ROOTS AND BRANCHES
This is where the theme of seasons is so hopeful, at least to me. Seasons mean that I can nurture fruit, God-glorifying fruit, even in those times when there’s is nothing to show for it. The result of all four seasons is, hopefully, fruit. But only one season bears it. The necessary conditions, in season or out, are root and branch.
Clarence is a good example. Clarence died full of years and short of breath. He never had any meat on him. He was a long sack of sharp bones. In his last years, his lungs grew shallow and swampy, and he toted a canister of oxygen, shouldered on his back like a papoose, with tubes running to other tubes that looped under his nose and fed him with a constant stream of air. He showed up every Sunday for church. We tend to be noisy as a collective — drums a banging, guitars a wailing, fiddles fiddling, and the like. Some older people run for cover, once or twice I’ve thought of it myself. Clarence never did, nor did his lovely wife, Erna. They smiled always, complained never. They were simply happy to be in church “with so many young people.”
I only ever knew Clarence in this state, or thereabouts, and never knew him when he was hearty and deep-voiced. I’d missed him most of his life. Earn a tells me it was a life of tireless vigor. He ran things, built things, went places, knew people.
But I met a man who wheezed and shuffled and stopped, and spoke in a voice like a ghost telling you a secret. His body was frail and shivery. Sometimes his breathing got so labored you could hear the gears clanking inside him, metallic things shaking loose. His eyes had that rheumy weepy look, like dew on a spider web.
But I panicked, personally, when it was clear Clarence was going to die.
He didn’t panic. He was ready to die. He awoke every morning and wished out loud Jesus would come fetch him. Erna, though deeply sad, didn’t panic. They’d had fifty-five good years and told each other every day that they loved each other. Their children, distraught in their own way, didn’t panic: they all gathered together to say goodbye, full of stories and gratitude, but no unfinished business.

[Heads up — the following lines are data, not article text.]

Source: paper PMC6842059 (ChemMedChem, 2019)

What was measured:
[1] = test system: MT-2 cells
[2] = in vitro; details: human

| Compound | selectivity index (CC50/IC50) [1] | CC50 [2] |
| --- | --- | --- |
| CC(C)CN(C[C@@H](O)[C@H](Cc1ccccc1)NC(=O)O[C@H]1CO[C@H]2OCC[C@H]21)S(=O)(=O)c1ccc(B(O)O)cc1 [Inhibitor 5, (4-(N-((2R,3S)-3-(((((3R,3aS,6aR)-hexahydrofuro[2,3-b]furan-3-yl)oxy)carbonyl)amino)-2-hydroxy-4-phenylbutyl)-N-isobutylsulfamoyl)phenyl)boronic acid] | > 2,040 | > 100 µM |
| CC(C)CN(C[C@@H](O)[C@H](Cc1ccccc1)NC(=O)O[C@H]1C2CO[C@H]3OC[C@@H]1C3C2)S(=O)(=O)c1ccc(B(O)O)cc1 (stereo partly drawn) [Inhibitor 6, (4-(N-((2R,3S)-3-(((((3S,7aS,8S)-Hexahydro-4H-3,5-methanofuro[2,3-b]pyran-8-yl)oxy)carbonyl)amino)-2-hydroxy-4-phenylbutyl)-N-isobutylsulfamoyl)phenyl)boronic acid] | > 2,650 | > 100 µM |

Deaths don’t come much cleaner.
But I panicked because Clarence, thin, bent, breathless Clarence, spent most of his days praying for the likes of me, and I wondered who God has lined up to step into his role once he was gone. In all the time Clarence attended the church where I pastor, he never did a thing other than show up, which at that time was a feat in itself. Oh, and I’m pretty sure that he gave faithfully. But he didn’t usher, teach Sunday School, evangelize anyone, disciple anyone, sit on any committees. We built in that time a shiny new building and set things up so that anyone could pitch in, but Clarence never did. Erna, she bustled about with many tasks, and still does. But Clarence, he walked slowly in, slowly out, oxygen tank at his heels like a loyal poodle.
But the roots ran deep, and the branches stretched sturdy and long, and oh, the fruit. That man was clasped to heaven, I think, in the midstream of intercession. He learned the secret of abiding. He practiced a tremendous dependency on Christ. So in the long winter of his life, when nothing else was growing, he experienced his greatest closeness with Jesus. ( And with Erna, for that matter. He arranged for flowers and a love letter to be sent soon after he died, a kind of wink from heaven.)
The season Clarence found himself in late in life didn’t matter. The roots and the branches did. There was nothing spindly about spindly Clarence’s relationship with Christ. An earthquake could not have uprooted what a lifetime of slow steady growing had created. And the fruit of that was, I think, the sweetest fruit of all, like grapes picked at the first kiss of frost: his life took the shape of prayer. If prayer, as Revelation 5 tells us, is incense in the throne room of God, then Clarence’s last days were pure fragrance.
I still haven’t found whoever it is to whom God assigned Clarence’s work after Clarence retired. On bad days, I wonder if God ever did make that reassignment. The upside of that is that it impels me, freshly desperate, into a more tenacious dependency.
Which is what I’m learning to say to men like Lester (after I’ve fought down my temptation to harangue them). Haranguing can, sometimes but only for a time, get people to behave themselves. But the Pharisees were all about behaving themselves. And Jesus, by my reading, was seriously underwhelmed with that.